The Library of Congress has made 50 new choices for the nation's Sound Recording Registry. The 2004 list, announced today (March 19), includes some of rock, pop and R&B's most-cherished albums, in

The Library of Congress has made 50 new choices for the nation's Sound Recording Registry. The 2004 list, announced today (March 19), includes some of rock, pop and R&B's most-cherished albums, including Bruce Springsteen's "Born to Run", Marvin Gaye's "What's Goin' On?," Carole King's "Tapestry," Johnny Cash's "At Folsom Prison" and the Beatles' "Sgt. Pepper's Lonely Hearts Club Band."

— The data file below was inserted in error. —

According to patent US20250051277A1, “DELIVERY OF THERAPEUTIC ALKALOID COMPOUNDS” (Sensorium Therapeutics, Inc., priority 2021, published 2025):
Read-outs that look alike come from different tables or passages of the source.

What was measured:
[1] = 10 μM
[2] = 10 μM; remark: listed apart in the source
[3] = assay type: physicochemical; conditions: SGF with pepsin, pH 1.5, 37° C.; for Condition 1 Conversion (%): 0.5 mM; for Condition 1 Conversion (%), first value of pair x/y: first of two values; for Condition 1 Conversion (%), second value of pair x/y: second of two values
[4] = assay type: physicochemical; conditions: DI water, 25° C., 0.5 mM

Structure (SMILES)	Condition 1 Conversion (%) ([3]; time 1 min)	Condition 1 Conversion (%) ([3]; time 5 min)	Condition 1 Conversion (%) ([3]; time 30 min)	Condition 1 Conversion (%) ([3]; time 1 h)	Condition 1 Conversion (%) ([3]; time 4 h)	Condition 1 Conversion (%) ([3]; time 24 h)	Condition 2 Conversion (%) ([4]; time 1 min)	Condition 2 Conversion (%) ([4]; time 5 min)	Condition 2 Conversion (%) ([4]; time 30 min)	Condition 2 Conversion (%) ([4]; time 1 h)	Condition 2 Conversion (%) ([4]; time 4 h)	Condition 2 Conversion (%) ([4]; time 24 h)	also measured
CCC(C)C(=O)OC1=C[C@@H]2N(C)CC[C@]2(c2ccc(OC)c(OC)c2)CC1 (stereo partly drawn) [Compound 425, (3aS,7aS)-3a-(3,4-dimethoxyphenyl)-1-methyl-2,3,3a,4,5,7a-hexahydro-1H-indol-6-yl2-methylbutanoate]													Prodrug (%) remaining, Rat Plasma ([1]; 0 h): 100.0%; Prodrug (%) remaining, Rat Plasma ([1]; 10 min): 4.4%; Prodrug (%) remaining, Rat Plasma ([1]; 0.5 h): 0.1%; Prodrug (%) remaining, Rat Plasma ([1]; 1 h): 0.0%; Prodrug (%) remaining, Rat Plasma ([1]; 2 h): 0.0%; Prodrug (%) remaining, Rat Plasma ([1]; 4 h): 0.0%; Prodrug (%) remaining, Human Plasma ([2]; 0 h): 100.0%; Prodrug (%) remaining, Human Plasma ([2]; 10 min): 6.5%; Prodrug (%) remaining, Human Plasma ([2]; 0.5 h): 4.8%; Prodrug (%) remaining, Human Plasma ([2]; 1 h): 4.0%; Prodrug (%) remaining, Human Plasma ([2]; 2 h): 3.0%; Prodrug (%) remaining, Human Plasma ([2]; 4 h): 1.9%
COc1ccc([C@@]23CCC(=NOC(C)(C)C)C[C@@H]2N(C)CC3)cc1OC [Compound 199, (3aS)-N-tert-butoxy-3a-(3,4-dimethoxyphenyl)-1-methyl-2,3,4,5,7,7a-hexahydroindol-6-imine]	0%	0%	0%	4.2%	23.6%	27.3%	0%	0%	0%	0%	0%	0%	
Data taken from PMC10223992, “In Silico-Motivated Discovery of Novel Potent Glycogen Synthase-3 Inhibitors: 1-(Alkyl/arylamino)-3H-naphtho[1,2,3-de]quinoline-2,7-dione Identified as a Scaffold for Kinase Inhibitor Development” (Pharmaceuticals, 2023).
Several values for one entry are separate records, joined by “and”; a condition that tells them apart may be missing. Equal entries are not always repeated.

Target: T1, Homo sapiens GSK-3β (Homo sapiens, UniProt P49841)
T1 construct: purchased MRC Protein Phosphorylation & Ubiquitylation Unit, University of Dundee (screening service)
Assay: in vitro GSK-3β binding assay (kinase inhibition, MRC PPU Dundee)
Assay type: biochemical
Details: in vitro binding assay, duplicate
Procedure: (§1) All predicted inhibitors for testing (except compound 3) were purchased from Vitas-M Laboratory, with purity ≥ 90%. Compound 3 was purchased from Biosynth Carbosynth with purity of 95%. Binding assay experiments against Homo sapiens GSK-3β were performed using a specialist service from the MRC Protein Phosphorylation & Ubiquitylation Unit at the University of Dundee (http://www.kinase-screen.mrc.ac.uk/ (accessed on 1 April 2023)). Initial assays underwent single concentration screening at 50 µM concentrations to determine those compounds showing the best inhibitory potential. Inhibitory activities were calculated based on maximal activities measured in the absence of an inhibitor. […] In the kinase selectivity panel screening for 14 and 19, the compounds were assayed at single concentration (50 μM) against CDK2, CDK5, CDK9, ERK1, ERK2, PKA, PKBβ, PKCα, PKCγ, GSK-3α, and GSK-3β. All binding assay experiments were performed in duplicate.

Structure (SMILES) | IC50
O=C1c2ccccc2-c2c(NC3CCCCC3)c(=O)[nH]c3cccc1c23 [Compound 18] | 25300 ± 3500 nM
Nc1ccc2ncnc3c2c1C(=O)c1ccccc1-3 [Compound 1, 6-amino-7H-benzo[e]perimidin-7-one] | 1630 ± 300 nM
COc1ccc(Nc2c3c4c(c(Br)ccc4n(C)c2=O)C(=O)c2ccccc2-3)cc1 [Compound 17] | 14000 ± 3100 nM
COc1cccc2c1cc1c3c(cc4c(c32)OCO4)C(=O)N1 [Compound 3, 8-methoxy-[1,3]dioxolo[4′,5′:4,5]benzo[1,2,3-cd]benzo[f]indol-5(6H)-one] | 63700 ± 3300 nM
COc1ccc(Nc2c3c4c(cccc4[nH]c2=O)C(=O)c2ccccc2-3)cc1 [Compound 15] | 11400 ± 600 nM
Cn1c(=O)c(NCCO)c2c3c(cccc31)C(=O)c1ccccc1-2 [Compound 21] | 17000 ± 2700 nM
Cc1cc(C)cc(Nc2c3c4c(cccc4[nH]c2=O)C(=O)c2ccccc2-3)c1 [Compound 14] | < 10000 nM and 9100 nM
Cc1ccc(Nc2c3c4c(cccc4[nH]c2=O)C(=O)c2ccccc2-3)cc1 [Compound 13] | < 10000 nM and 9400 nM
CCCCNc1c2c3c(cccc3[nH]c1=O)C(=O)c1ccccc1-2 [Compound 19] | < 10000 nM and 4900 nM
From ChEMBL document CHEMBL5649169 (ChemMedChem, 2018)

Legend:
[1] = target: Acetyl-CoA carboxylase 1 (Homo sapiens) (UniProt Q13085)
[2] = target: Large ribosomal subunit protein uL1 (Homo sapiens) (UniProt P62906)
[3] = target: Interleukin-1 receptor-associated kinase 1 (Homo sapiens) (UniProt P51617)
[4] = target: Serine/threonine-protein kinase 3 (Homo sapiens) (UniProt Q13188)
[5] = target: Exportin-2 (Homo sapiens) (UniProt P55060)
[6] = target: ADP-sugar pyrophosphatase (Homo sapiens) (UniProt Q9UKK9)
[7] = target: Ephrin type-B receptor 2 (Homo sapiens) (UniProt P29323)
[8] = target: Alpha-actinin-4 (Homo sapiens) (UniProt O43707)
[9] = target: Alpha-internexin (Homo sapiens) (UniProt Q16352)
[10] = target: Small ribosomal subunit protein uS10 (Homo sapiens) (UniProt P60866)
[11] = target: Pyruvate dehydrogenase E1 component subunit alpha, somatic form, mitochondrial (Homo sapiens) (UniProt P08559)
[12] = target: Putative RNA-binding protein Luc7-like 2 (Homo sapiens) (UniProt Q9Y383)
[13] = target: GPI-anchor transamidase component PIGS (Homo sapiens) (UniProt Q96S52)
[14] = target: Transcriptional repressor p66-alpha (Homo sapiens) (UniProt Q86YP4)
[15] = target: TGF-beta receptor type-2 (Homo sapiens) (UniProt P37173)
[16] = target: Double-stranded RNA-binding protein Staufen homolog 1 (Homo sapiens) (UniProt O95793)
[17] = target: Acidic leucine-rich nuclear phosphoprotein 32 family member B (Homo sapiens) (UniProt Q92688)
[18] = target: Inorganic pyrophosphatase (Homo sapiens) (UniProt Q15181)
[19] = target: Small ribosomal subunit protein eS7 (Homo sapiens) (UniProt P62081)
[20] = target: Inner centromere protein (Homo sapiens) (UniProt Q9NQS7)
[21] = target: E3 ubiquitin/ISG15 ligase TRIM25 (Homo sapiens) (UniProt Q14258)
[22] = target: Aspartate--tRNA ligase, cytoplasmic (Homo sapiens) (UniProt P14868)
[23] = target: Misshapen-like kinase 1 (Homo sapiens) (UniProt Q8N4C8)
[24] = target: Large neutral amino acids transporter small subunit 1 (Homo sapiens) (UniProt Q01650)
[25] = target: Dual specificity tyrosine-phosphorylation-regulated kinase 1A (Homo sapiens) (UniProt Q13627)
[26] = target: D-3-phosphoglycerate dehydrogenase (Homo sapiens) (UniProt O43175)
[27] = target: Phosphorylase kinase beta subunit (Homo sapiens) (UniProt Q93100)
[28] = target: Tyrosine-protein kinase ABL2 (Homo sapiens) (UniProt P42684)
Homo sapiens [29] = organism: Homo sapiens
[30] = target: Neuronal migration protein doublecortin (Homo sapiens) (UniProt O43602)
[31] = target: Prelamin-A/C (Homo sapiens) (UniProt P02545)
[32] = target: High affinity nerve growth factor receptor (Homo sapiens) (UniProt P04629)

The new selections join 50 prior titles that launched the registry last year.

Nominations for the registry come from members of the public as well as from the National Recording Preservation Board, which is composed of leaders in the fields of music, recorded sound and preservation. The Board also helps with the review of nominations.

Under the terms of the National Recording Preservation Act of 2000, the recordings selected must be "culturally, historically or aesthetically significant."

Also newly added are recordings by music greats such as Marion Anderson, Robert Johnson, Vivaldi, Richard Wagner, Charles Mingus and Benny Goodman, plus great historical moments such as William Jennings Bryan's "Cross of Gold" speech and John Fitzgerald Kennedy's inaugural address.

For a list of all 50 recordings, visit the Library of Congress' Web site.